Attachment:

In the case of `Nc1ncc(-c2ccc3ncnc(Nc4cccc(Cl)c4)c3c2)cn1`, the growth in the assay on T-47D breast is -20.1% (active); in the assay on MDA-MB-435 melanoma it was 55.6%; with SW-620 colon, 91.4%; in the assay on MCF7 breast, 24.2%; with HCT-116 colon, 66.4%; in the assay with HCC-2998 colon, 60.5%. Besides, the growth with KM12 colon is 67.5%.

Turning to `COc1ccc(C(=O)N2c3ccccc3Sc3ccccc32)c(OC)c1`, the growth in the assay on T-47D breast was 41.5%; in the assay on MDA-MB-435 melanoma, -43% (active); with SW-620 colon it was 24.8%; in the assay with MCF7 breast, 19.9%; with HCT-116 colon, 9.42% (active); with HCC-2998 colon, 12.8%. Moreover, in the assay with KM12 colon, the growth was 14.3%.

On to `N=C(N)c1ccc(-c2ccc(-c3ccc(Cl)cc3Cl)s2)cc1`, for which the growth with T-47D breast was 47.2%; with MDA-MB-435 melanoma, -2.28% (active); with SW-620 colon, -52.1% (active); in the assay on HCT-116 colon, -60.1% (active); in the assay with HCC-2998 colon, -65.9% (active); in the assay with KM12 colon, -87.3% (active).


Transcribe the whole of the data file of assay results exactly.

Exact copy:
In the case of `Nc1ncc(-c2ccc3ncnc(Nc4cccc(Cl)c4)c3c2)cn1`, the growth in the assay on T-47D breast is -20.1% (active); in the assay on MDA-MB-435 melanoma it was 55.6%; with SW-620 colon, 91.4%; in the assay on MCF7 breast, 24.2%; with HCT-116 colon, 66.4%; in the assay with HCC-2998 colon, 60.5%. Besides, the growth with KM12 colon is 67.5%.

Turning to `COc1ccc(C(=O)N2c3ccccc3Sc3ccccc32)c(OC)c1`, the growth in the assay on T-47D breast was 41.5%; in the assay on MDA-MB-435 melanoma, -43% (active); with SW-620 colon it was 24.8%; in the assay with MCF7 breast, 19.9%; with HCT-116 colon, 9.42% (active); with HCC-2998 colon, 12.8%. Moreover, in the assay with KM12 colon, the growth was 14.3%.

On to `N=C(N)c1ccc(-c2ccc(-c3ccc(Cl)cc3Cl)s2)cc1`, for which the growth with T-47D breast was 47.2%; with MDA-MB-435 melanoma, -2.28% (active); with SW-620 colon, -52.1% (active); in the assay on HCT-116 colon, -60.1% (active); in the assay with HCC-2998 colon, -65.9% (active); in the assay with KM12 colon, -87.3% (active).